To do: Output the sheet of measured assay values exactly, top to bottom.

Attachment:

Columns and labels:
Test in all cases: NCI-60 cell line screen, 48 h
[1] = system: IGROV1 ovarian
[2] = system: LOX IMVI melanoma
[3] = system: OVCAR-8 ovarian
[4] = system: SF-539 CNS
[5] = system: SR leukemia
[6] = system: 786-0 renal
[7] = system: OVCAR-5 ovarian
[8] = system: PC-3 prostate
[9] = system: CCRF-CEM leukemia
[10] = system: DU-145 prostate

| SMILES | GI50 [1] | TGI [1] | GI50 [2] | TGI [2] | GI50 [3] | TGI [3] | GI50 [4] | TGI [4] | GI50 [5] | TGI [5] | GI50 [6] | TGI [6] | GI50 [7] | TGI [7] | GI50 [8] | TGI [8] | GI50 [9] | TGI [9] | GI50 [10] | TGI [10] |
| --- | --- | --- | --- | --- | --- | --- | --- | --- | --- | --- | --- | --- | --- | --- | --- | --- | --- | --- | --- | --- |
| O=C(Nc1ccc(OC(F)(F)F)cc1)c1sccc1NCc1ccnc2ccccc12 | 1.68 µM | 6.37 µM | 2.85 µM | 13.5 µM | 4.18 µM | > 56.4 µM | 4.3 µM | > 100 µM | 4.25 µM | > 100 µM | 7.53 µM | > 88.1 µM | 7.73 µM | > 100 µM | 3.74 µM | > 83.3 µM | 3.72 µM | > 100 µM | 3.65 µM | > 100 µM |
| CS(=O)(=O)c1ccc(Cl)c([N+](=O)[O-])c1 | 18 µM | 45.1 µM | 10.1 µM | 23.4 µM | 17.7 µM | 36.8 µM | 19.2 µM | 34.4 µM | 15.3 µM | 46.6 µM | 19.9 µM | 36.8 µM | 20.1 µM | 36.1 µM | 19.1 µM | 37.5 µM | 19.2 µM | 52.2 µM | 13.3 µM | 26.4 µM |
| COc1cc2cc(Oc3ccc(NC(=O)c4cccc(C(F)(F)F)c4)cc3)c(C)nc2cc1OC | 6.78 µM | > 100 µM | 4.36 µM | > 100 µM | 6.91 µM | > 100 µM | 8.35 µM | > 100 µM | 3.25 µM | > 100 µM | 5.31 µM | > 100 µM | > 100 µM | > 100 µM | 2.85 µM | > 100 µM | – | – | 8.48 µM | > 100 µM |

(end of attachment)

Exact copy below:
Columns and labels:
Test in all cases: NCI-60 cell line screen, 48 h
[1] = system: IGROV1 ovarian
[2] = system: LOX IMVI melanoma
[3] = system: OVCAR-8 ovarian
[4] = system: SF-539 CNS
[5] = system: SR leukemia
[6] = system: 786-0 renal
[7] = system: OVCAR-5 ovarian
[8] = system: PC-3 prostate
[9] = system: CCRF-CEM leukemia
[10] = system: DU-145 prostate

| SMILES | GI50 [1] | TGI [1] | GI50 [2] | TGI [2] | GI50 [3] | TGI [3] | GI50 [4] | TGI [4] | GI50 [5] | TGI [5] | GI50 [6] | TGI [6] | GI50 [7] | TGI [7] | GI50 [8] | TGI [8] | GI50 [9] | TGI [9] | GI50 [10] | TGI [10] |
| --- | --- | --- | --- | --- | --- | --- | --- | --- | --- | --- | --- | --- | --- | --- | --- | --- | --- | --- | --- | --- |
| O=C(Nc1ccc(OC(F)(F)F)cc1)c1sccc1NCc1ccnc2ccccc12 | 1.68 µM | 6.37 µM | 2.85 µM | 13.5 µM | 4.18 µM | > 56.4 µM | 4.3 µM | > 100 µM | 4.25 µM | > 100 µM | 7.53 µM | > 88.1 µM | 7.73 µM | > 100 µM | 3.74 µM | > 83.3 µM | 3.72 µM | > 100 µM | 3.65 µM | > 100 µM |
| CS(=O)(=O)c1ccc(Cl)c([N+](=O)[O-])c1 | 18 µM | 45.1 µM | 10.1 µM | 23.4 µM | 17.7 µM | 36.8 µM | 19.2 µM | 34.4 µM | 15.3 µM | 46.6 µM | 19.9 µM | 36.8 µM | 20.1 µM | 36.1 µM | 19.1 µM | 37.5 µM | 19.2 µM | 52.2 µM | 13.3 µM | 26.4 µM |
| COc1cc2cc(Oc3ccc(NC(=O)c4cccc(C(F)(F)F)c4)cc3)c(C)nc2cc1OC | 6.78 µM | > 100 µM | 4.36 µM | > 100 µM | 6.91 µM | > 100 µM | 8.35 µM | > 100 µM | 3.25 µM | > 100 µM | 5.31 µM | > 100 µM | > 100 µM | > 100 µM | 2.85 µM | > 100 µM | – | – | 8.48 µM | > 100 µM |